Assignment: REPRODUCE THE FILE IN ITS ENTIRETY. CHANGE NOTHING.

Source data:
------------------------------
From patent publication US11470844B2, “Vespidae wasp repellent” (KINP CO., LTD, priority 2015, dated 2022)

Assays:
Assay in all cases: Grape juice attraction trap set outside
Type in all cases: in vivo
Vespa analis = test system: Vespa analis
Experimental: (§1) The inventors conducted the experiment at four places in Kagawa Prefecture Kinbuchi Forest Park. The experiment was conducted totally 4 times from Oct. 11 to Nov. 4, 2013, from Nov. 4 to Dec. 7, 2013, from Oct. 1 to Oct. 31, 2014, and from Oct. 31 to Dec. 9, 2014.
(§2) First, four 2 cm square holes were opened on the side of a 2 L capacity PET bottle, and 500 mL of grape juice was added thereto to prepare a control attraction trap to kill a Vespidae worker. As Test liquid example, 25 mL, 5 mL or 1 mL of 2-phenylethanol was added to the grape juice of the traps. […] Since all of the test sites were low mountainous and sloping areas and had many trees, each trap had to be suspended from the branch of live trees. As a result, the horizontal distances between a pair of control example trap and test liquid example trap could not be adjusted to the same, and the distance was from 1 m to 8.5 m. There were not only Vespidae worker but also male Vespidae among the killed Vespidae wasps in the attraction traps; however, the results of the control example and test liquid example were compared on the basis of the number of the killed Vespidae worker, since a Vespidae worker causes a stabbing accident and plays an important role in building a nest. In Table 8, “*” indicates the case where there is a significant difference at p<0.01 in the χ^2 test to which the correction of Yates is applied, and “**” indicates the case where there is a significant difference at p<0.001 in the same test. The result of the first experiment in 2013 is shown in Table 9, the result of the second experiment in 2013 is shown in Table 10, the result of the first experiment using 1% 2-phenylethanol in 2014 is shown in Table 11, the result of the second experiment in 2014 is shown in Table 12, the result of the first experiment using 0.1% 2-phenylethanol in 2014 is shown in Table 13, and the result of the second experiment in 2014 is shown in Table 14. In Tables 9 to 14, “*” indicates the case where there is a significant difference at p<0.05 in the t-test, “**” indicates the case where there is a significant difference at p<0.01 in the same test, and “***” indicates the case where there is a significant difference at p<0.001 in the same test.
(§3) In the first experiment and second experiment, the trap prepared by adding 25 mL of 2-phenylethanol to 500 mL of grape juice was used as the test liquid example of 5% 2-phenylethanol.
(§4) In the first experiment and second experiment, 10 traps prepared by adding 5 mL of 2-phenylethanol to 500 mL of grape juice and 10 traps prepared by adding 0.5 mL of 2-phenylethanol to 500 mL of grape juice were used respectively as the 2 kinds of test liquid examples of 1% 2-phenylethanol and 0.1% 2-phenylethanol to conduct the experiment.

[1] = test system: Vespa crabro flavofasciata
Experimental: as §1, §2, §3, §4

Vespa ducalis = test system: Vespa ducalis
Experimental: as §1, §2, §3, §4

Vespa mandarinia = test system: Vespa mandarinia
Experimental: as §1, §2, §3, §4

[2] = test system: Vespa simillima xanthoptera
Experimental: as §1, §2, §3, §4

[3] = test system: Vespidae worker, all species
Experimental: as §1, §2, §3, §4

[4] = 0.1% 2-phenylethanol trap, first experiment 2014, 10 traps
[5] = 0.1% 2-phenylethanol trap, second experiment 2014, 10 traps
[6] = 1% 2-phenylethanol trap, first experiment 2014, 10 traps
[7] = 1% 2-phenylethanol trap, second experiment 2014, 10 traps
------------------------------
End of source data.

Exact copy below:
From patent publication US11470844B2, “Vespidae wasp repellent” (KINP CO., LTD, priority 2015, dated 2022)

Assays:
Assay in all cases: Grape juice attraction trap set outside
Type in all cases: in vivo
Vespa analis = test system: Vespa analis
Experimental: (§1) The inventors conducted the experiment at four places in Kagawa Prefecture Kinbuchi Forest Park. The experiment was conducted totally 4 times from Oct. 11 to Nov. 4, 2013, from Nov. 4 to Dec. 7, 2013, from Oct. 1 to Oct. 31, 2014, and from Oct. 31 to Dec. 9, 2014.
(§2) First, four 2 cm square holes were opened on the side of a 2 L capacity PET bottle, and 500 mL of grape juice was added thereto to prepare a control attraction trap to kill a Vespidae worker. As Test liquid example, 25 mL, 5 mL or 1 mL of 2-phenylethanol was added to the grape juice of the traps. […] Since all of the test sites were low mountainous and sloping areas and had many trees, each trap had to be suspended from the branch of live trees. As a result, the horizontal distances between a pair of control example trap and test liquid example trap could not be adjusted to the same, and the distance was from 1 m to 8.5 m. There were not only Vespidae worker but also male Vespidae among the killed Vespidae wasps in the attraction traps; however, the results of the control example and test liquid example were compared on the basis of the number of the killed Vespidae worker, since a Vespidae worker causes a stabbing accident and plays an important role in building a nest. In Table 8, “*” indicates the case where there is a significant difference at p<0.01 in the χ^2 test to which the correction of Yates is applied, and “**” indicates the case where there is a significant difference at p<0.001 in the same test. The result of the first experiment in 2013 is shown in Table 9, the result of the second experiment in 2013 is shown in Table 10, the result of the first experiment using 1% 2-phenylethanol in 2014 is shown in Table 11, the result of the second experiment in 2014 is shown in Table 12, the result of the first experiment using 0.1% 2-phenylethanol in 2014 is shown in Table 13, and the result of the second experiment in 2014 is shown in Table 14. In Tables 9 to 14, “*” indicates the case where there is a significant difference at p<0.05 in the t-test, “**” indicates the case where there is a significant difference at p<0.01 in the same test, and “***” indicates the case where there is a significant difference at p<0.001 in the same test.
(§3) In the first experiment and second experiment, the trap prepared by adding 25 mL of 2-phenylethanol to 500 mL of grape juice was used as the test liquid example of 5% 2-phenylethanol.
(§4) In the first experiment and second experiment, 10 traps prepared by adding 5 mL of 2-phenylethanol to 500 mL of grape juice and 10 traps prepared by adding 0.5 mL of 2-phenylethanol to 500 mL of grape juice were used respectively as the 2 kinds of test liquid examples of 1% 2-phenylethanol and 0.1% 2-phenylethanol to conduct the experiment.

[1] = test system: Vespa crabro flavofasciata
Experimental: as §1, §2, §3, §4

Vespa ducalis = test system: Vespa ducalis
Experimental: as §1, §2, §3, §4

Vespa mandarinia = test system: Vespa mandarinia
Experimental: as §1, §2, §3, §4

[2] = test system: Vespa simillima xanthoptera
Experimental: as §1, §2, §3, §4

[3] = test system: Vespidae worker, all species
Experimental: as §1, §2, §3, §4

[4] = 0.1% 2-phenylethanol trap, first experiment 2014, 10 traps
[5] = 0.1% 2-phenylethanol trap, second experiment 2014, 10 traps
[6] = 1% 2-phenylethanol trap, first experiment 2014, 10 traps
[7] = 1% 2-phenylethanol trap, second experiment 2014, 10 traps